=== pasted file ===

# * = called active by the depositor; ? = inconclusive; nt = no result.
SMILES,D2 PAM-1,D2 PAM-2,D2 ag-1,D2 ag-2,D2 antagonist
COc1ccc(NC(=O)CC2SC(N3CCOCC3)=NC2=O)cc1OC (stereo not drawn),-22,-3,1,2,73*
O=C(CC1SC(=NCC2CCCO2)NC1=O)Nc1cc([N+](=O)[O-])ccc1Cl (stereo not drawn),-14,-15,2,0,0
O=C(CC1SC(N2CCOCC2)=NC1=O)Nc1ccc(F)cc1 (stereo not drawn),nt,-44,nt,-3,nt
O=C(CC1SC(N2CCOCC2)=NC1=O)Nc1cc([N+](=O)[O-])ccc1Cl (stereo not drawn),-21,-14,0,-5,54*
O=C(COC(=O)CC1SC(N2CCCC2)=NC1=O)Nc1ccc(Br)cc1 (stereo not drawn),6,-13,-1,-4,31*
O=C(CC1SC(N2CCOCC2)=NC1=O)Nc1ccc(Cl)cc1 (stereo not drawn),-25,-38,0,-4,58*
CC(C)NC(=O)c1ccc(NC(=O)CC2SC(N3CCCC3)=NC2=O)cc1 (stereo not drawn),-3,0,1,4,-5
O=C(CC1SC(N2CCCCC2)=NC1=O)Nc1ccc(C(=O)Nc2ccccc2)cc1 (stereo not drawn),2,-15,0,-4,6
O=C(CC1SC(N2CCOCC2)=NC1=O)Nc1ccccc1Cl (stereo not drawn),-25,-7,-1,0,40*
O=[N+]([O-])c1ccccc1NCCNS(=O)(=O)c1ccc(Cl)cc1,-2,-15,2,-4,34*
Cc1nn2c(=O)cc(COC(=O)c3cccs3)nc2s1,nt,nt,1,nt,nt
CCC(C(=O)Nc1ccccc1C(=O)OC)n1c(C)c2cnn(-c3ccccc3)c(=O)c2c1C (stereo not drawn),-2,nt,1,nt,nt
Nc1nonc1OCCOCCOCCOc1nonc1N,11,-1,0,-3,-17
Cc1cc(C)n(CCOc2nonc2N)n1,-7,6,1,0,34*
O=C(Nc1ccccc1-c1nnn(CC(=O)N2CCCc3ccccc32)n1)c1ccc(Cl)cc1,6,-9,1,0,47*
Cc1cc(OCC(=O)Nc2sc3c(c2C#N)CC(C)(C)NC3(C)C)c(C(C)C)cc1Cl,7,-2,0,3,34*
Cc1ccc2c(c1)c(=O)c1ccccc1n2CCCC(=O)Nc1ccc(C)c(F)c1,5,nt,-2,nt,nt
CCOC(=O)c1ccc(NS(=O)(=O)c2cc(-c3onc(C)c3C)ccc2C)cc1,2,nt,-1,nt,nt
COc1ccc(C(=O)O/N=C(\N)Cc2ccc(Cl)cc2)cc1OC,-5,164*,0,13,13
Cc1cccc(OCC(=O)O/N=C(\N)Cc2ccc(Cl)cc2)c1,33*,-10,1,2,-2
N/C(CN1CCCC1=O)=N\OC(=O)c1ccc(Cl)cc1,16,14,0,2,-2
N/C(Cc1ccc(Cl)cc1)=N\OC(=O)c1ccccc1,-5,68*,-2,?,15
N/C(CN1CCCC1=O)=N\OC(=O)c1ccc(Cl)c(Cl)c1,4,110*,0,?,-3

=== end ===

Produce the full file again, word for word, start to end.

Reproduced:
# * = called active by the depositor; ? = inconclusive; nt = no result.
SMILES,D2 PAM-1,D2 PAM-2,D2 ag-1,D2 ag-2,D2 antagonist
COc1ccc(NC(=O)CC2SC(N3CCOCC3)=NC2=O)cc1OC (stereo not drawn),-22,-3,1,2,73*
O=C(CC1SC(=NCC2CCCO2)NC1=O)Nc1cc([N+](=O)[O-])ccc1Cl (stereo not drawn),-14,-15,2,0,0
O=C(CC1SC(N2CCOCC2)=NC1=O)Nc1ccc(F)cc1 (stereo not drawn),nt,-44,nt,-3,nt
O=C(CC1SC(N2CCOCC2)=NC1=O)Nc1cc([N+](=O)[O-])ccc1Cl (stereo not drawn),-21,-14,0,-5,54*
O=C(COC(=O)CC1SC(N2CCCC2)=NC1=O)Nc1ccc(Br)cc1 (stereo not drawn),6,-13,-1,-4,31*
O=C(CC1SC(N2CCOCC2)=NC1=O)Nc1ccc(Cl)cc1 (stereo not drawn),-25,-38,0,-4,58*
CC(C)NC(=O)c1ccc(NC(=O)CC2SC(N3CCCC3)=NC2=O)cc1 (stereo not drawn),-3,0,1,4,-5
O=C(CC1SC(N2CCCCC2)=NC1=O)Nc1ccc(C(=O)Nc2ccccc2)cc1 (stereo not drawn),2,-15,0,-4,6
O=C(CC1SC(N2CCOCC2)=NC1=O)Nc1ccccc1Cl (stereo not drawn),-25,-7,-1,0,40*
O=[N+]([O-])c1ccccc1NCCNS(=O)(=O)c1ccc(Cl)cc1,-2,-15,2,-4,34*
Cc1nn2c(=O)cc(COC(=O)c3cccs3)nc2s1,nt,nt,1,nt,nt
CCC(C(=O)Nc1ccccc1C(=O)OC)n1c(C)c2cnn(-c3ccccc3)c(=O)c2c1C (stereo not drawn),-2,nt,1,nt,nt
Nc1nonc1OCCOCCOCCOc1nonc1N,11,-1,0,-3,-17
Cc1cc(C)n(CCOc2nonc2N)n1,-7,6,1,0,34*
O=C(Nc1ccccc1-c1nnn(CC(=O)N2CCCc3ccccc32)n1)c1ccc(Cl)cc1,6,-9,1,0,47*
Cc1cc(OCC(=O)Nc2sc3c(c2C#N)CC(C)(C)NC3(C)C)c(C(C)C)cc1Cl,7,-2,0,3,34*
Cc1ccc2c(c1)c(=O)c1ccccc1n2CCCC(=O)Nc1ccc(C)c(F)c1,5,nt,-2,nt,nt
CCOC(=O)c1ccc(NS(=O)(=O)c2cc(-c3onc(C)c3C)ccc2C)cc1,2,nt,-1,nt,nt
COc1ccc(C(=O)O/N=C(\N)Cc2ccc(Cl)cc2)cc1OC,-5,164*,0,13,13
Cc1cccc(OCC(=O)O/N=C(\N)Cc2ccc(Cl)cc2)c1,33*,-10,1,2,-2
N/C(CN1CCCC1=O)=N\OC(=O)c1ccc(Cl)cc1,16,14,0,2,-2
N/C(Cc1ccc(Cl)cc1)=N\OC(=O)c1ccccc1,-5,68*,-2,?,15
N/C(CN1CCCC1=O)=N\OC(=O)c1ccc(Cl)c(Cl)c1,4,110*,0,?,-3